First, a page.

What is required is precisely the kind of generational resurgence that ushered in the studio glass movement in the first place. Now that the prototypical craft foundation has been well and truly laid it’s time to kick things up a notch. There needs to be a paradigm shift beyond the parameters of  ‘heritage’ craft principles – beyond the inanimate object on wall or plinth, beyond the predictable. It’s time to re-introduce the development of strong conceptual practices that engage on a broader, humanist level – in a way that pushes the boundaries and intelligently interrogates the art-craft dichotomy. In other words, it’s time to encourage the upcoming generation of glass artists to spread their wings and start considering their work in terms of a bona fide contemporary art practice. And art isn’t about dexterous technique or material properties – art is the eloquent visual expression of the human condition.


Only a handful of practitioners tackle it, but those few who do have mastered and sublimated the craft in such a way that they have indeed succeeded in transcending the constrictions of the guild. There’s an indefinable quality to such work – a spark of creative genius – that communicates itself to the viewer on a purely intuitive level. These artists, though small of number, are a tour de force on the local glass scene. They, might we suggest, are the way forward.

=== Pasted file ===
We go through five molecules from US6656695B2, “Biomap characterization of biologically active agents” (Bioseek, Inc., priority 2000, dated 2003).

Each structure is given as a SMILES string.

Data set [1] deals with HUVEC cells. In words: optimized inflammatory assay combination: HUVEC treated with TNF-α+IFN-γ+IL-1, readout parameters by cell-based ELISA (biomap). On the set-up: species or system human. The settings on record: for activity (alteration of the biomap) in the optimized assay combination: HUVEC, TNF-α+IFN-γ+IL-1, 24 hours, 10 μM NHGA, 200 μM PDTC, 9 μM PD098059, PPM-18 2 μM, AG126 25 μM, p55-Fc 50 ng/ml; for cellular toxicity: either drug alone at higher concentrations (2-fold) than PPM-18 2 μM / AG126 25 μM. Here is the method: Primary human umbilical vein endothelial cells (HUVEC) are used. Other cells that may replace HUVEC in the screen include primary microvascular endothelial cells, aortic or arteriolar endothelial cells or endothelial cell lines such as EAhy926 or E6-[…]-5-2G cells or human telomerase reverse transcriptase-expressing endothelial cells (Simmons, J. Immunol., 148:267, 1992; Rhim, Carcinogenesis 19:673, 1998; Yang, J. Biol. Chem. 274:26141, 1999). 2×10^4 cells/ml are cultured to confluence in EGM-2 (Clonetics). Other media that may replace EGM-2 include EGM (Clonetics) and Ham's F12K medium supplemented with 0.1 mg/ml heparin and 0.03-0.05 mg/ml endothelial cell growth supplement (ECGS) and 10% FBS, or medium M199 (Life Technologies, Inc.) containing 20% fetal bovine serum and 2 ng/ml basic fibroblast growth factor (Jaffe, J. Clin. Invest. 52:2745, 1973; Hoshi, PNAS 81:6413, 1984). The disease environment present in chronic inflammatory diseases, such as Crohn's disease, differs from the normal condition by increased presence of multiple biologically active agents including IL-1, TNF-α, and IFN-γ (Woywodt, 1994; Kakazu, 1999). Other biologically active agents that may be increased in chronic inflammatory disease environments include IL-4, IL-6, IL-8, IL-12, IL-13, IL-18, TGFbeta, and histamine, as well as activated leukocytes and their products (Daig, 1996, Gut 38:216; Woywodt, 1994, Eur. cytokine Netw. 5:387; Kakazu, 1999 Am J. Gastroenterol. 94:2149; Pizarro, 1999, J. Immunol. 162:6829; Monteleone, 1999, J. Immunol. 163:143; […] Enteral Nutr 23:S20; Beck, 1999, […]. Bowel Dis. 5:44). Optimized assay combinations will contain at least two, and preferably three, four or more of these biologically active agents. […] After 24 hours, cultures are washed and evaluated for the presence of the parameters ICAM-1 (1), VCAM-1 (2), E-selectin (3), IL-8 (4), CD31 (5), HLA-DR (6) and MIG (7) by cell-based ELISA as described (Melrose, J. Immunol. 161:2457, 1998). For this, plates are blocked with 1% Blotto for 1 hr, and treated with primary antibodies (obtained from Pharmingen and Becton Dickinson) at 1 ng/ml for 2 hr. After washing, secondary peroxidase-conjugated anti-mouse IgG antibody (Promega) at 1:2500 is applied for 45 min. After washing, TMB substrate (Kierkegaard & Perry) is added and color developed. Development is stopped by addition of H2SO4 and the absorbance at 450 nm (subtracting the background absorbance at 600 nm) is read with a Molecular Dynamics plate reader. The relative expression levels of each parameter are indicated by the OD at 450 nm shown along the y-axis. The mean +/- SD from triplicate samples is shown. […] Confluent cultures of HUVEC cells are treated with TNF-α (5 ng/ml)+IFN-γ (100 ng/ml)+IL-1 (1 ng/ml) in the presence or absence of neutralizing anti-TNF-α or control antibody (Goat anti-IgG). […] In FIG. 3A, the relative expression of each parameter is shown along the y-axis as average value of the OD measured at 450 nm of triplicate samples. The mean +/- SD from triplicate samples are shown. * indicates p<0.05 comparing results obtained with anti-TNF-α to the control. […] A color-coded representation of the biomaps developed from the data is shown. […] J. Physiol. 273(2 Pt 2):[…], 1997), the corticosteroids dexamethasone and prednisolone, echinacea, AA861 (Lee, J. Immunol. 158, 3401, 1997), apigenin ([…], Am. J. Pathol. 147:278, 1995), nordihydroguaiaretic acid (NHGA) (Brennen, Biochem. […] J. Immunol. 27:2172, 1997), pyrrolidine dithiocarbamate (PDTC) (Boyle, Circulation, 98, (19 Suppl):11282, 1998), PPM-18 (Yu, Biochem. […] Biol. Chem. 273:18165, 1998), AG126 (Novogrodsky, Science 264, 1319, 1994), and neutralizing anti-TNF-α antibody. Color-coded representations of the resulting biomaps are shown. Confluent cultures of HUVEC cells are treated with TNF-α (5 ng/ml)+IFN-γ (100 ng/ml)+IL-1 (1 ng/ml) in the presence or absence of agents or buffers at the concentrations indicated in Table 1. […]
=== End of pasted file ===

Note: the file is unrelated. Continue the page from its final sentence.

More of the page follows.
Timothy Horn has a sculptural practice that transfigures historical decorative arts into a conjunction with contemporary cultural entendre. By altering scale, context and material he loads his work with playfully subversive nuances that explore the articulation of exquisite vulgarity.





Deb Jones’ practice encapsulates a post-minimalist aesthetic courtesy of her early grounding in sculpture and graphic investigation. In many ways much of her work reflects precisely that – pared back, conceptually drawn sentiments held quietly in the shelter of a solid glass block, and though her practice is broad enough to include public art installation, she is perhaps best known for the interior expressionistic cast work.




Jacqueline Gropp works with scientific glass to produce, through an intertwine of metaphysics and empiric investigation, iconological arrangements redolent of the melancholic lyricism of sixteenth century Vanitas (a collection of objects chosen and arranged as a reminder of the transience and uncertainties of life.) The work, which more often than not includes ‘experiential’ elements such as liquids and Memento Mori-esque beading, has a stark, enthralling quality and haunting beauty.